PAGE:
eThere are many places in Hong Kong where you can watch as freedom dies a slow death. One of them is the book fair, which always takes place in July. The number of political China books has been declining there for years. Not because the Hong Kong government banned them. The thing is more complicated.
"In the past, many visitors came from mainland China to the fair," says publisher Bao Pu. They bought those books that can not be found elsewhere in China: historical treatises on the Tiananmen massacre and the Cultural Revolution, biographies of Chinese leaders, but also gossip about the alleged sex life of the party elite. Their thirst for information kept an entire industry alive. In the meantime, however, customers are no longer coming from the mainland. "It has become a big risk to pass the border with books, especially at the time of the book fair," says Bao Pu. Therefore, the exhibitors are no longer interested in showing such literature. Because the Hong Kong youth is not interested in Chinese history. According to a Hong Kong University study, only 16 percent of Hong Kong's under 30 consider themselves Chinese.
If someone like Bao Pu thinks of giving up, that makes one sit up. The man is like the guardian of China's suppressed memory. In his small publisher New Century Press he has been publishing documents and diaries for years, which contemporary witnesses secretly send him. His sources include officials on the highest levels of power. His best-known book is the journal of former Prime Minister Zhao Ziyang, who secretly recorded thirty cassettes in house arrest. Zhao Ziyang was disempowered in 1989 for opposing the bloody suppression of student protests. Bao Poo's father was his closest associate.
Half a million confiscated books
Until five years ago, the publisher had many customers. But then the Communist Party targeted the Hong Kong book market. With the operation "Operation Southern Hill", it tightened the controls at the national customs border, which separates the Hong Kong Special Administrative Region from the rest of China. Beijing Airport proudly announced that it had confiscated half a million books. In the meantime, hardly any books are being delivered by mail.
Finally, in 2014, five Hong Kong booksellers were abducted by the Chinese National Security, which had earned their money with half-silk scandal books. The fate of booksellers, one of whom is still in detention, intimidated the whole industry. Perhaps also the printing company Asia One, which announced the publisher Bao Pu 2016 the long-term cooperation. Just because. At first, Bao Pu found another supplier, a small family business. But this soon got cold feet. "They said 2019 was a 'sensitive year' and they could not afford to lose their business." So Bao Pu was looking for a print shop outside of China. Even she has now turned down after only three books. "They said there was too much attention." Because the three books appeared on the occasion of the 30th Anniversary of the Tiananmen massacre. Among them "The Last Secret" with the original minutes of the party session in which the leading officials, one after another, found the bloodbath of 4 June right.
Sang and soundless disappeared publishers
Currently, Bao Pu is getting as many manuscripts as never before. Of aging officials of the generation of Xi Jinping or their children who "want to preserve the past". There are still brave people who contact him on Twitter to buy his books privately. But the sale is so lame that the publisher wonders if he can continue. If he gives up, he would be one of many independent Hong Kong booksellers who have disappeared without singing and singing.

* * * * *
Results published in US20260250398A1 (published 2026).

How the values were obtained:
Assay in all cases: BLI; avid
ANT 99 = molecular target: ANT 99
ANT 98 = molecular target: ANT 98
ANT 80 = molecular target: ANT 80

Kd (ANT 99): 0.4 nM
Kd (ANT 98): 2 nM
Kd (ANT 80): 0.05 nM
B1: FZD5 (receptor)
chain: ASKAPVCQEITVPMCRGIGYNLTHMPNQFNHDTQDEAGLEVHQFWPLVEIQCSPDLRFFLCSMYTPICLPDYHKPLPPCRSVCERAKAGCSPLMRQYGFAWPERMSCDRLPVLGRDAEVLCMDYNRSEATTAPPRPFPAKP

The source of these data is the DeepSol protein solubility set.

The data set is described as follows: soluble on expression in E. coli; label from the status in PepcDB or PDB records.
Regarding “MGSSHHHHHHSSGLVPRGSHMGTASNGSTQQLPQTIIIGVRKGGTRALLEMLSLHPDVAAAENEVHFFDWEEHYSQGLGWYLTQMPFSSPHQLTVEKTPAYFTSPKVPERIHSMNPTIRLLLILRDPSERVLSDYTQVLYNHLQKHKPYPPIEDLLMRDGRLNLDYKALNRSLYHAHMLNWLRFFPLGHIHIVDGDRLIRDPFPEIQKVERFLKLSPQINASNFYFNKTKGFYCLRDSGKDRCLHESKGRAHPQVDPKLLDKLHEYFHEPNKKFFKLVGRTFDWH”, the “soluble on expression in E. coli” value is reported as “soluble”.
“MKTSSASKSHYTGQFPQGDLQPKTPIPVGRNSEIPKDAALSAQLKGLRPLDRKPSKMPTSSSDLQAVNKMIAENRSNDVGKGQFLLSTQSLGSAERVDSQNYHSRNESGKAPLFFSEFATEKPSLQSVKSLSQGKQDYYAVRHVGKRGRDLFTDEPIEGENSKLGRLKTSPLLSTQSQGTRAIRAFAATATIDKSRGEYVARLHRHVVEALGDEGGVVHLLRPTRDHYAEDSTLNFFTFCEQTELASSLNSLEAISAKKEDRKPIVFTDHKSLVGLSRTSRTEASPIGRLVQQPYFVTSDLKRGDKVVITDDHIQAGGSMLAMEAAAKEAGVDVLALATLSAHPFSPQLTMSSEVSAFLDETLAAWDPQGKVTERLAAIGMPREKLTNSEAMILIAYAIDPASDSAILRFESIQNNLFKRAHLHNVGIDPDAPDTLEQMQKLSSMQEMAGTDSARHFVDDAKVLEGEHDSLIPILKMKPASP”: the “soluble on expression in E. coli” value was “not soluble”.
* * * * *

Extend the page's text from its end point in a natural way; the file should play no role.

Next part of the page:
The market is now dominated by three large publishers owned by the Chinese government. The publishers also operate their own bookstores, in which one seeks political literature in vain. On the bookcases of street vendors in Hong Kong you can still find catchy-looking titles with the likeness of Xi Jinping and other political leaders. But most do not keep what they promise. Occasionally, behind the gaudy cover picture, there are boring party propaganda. In other cases, the party has turned the tables and made dirt over their opponents produce. An attractive book about the late Nobel Peace Prize laureate Liu Xiaobo with fictitious content. Alleged revelations about the leaders of the Hong Kong democracy movement. "Dubious publishers are trying to confuse the mainland Chinese," says Bao Pu. He started collecting such literature. "But it's just too much."
Five years have been enough to put an anarchic, critical Hong Kong book market on the defensive. "What is that freedom when you can not publish anymore?" Bao Pu asks bitterly. Hong Kong is the only city in the world where freedom has a sell-by date. It expires in 2047. Until then, the official promise of the Chinese leadership to grant the former British colony a high degree of autonomy. What happens after that and whether it will take so long, the opinions in the city go far apart. Bao Pu is one of the pessimists: "Hong Kong's days are numbered. I do not know what's better, a quick or a slow death. "But many of the protesters who are currently taking to the streets in Hong Kong see things differently. They face the seemingly unstoppable process. And maybe produce new literature.
(TagToTranslate) Zhao Ziyang (t) Xi Jinping (t) Communist Party (t) Scandal book (t) Censorship (t) Hong Kong (t) China